Nearly all St. Olaf students who study off campus do so during their sophomore, junior or senior years. (A few Interims are open to first-year students.) The college’s 4-1-4 calendar (two semesters separated by an Interim in January) contributes to the flexibility: it enables students to participate in programs that last a month, a summer, a semester, half a year or a full year.
Students intending to take part in a recognized program off campus must be in good academic standing, be sufficiently mature to benefit from such study, and physically able to participate in the core activities of the program. Many programs have prerequisites, including introductory or advanced courses in a specific discipline or certain levels of language proficiency. Some programs are competitive, and applicants will be accepted based on meeting a standard set of criteria governing the selection process. Details about all St. Olaf-approved semester and year-long programs, program advisors, prerequisites and application deadlines and procedures are found in the international and off-campus program brochure, published every fall by the Office of International and Off-Campus Studies. Interim offerings are detailed in the off-campus Interim brochure published each spring by the Office of International and Off-Campus Studies. This information is also available on the International and Off-Campus Studies Web site.
Students in all St. Olaf-sponsored programs pay the St. Olaf tuition plus additional travel and on-site costs that vary, depending on the nature of each off-campus program. Apart from these payments, students are expected to cover passport fees, the cost of additional independent travel and personal expenses on their own. St. Olaf financial aid is available for St. Olaf off-campus programs. Information about special scholarships for off-campus study is available from the Financial Aid Office or the study abroad advisor in the International and Off-Campus Studies Office.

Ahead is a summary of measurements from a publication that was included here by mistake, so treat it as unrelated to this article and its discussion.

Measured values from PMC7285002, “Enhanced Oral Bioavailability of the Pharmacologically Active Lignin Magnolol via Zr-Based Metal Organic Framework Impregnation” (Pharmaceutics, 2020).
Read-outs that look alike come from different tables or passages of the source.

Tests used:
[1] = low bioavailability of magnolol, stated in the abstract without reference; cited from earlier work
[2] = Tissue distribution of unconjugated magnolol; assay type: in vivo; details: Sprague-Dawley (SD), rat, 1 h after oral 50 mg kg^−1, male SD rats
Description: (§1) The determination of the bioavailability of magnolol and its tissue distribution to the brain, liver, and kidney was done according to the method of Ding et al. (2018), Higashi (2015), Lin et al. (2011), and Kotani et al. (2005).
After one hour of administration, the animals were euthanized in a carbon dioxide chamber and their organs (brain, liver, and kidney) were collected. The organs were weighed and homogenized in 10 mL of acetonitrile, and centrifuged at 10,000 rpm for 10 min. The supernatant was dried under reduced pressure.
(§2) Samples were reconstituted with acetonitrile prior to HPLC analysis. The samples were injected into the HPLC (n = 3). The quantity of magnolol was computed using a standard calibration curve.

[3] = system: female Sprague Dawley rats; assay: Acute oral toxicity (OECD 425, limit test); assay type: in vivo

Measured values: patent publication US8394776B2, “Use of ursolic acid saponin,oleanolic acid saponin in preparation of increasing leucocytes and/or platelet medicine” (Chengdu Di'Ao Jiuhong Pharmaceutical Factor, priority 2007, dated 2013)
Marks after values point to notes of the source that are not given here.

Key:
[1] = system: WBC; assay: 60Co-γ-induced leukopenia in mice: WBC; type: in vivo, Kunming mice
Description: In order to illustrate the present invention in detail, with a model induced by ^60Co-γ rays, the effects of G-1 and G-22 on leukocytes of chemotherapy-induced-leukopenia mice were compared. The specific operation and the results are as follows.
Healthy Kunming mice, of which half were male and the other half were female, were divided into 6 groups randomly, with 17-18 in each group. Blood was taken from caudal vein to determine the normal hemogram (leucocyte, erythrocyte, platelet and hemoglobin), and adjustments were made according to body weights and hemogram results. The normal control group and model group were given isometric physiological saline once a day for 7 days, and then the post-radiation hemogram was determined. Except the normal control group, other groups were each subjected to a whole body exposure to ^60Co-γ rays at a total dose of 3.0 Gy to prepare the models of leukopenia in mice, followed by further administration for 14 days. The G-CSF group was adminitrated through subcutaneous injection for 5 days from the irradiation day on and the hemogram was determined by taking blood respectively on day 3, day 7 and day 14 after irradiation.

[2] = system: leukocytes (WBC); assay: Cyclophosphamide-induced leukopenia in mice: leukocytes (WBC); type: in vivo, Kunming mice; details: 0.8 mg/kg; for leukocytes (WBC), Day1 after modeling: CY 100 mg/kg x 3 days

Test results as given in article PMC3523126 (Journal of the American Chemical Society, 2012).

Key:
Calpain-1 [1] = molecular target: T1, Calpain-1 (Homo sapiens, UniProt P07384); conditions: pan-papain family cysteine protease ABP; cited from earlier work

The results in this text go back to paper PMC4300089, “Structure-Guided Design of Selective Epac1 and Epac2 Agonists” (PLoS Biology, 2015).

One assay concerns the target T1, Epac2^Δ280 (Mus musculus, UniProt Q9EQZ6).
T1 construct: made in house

Grades, Credits, Registration
All off-campus courses are graded and appear on the transcript, but only those letter grades given for a course taught by a St. Olaf faculty member are calculated into a student’s grade point average.
In order for a student to receive academic credit for off-campus study sponsored by an institution with which St. Olaf has a program relationship, registration must be completed in advance through St. Olaf College.
All credits earned on St. Olaf-approved programs are viewed as resident credit. In most cases, students can expect to earn the same amount of credit on an off-campus program that they would earn on campus during a comparable period of time.
Students studying on St. Olaf off-campus programs should be aware of the “24 graded courses” graduation requirement. Full details on how this requirement is affected by off-campus courses is found in the Academic Regulations section of this catalog.
St. Olaf’s S/U policy applies to courses taken on off-campus programs.
Credits for Non-St. Olaf Terms Off-Campus
Students may earn elective credit and credit toward a major, but they may not fulfill general education requirements through such programs. A maximum of four credits may be earned by transfer from study abroad during a leave of absence. While on a leave of absence from the college, these students may not register for subsequent St. Olaf terms through a proxy.
St. Olaf-sponsored off-campus Study Opportunities
Full details about programs, program advisors, prerequisites and application deadlines and procedures are found in the international and off-campus program brochures, published every fall and spring by the Office of International and Off-Campus Studies. The brief descriptions located in this catalog, however, will give you an idea of the breadth and depth of St. Olaf’s off-campus study opportunities.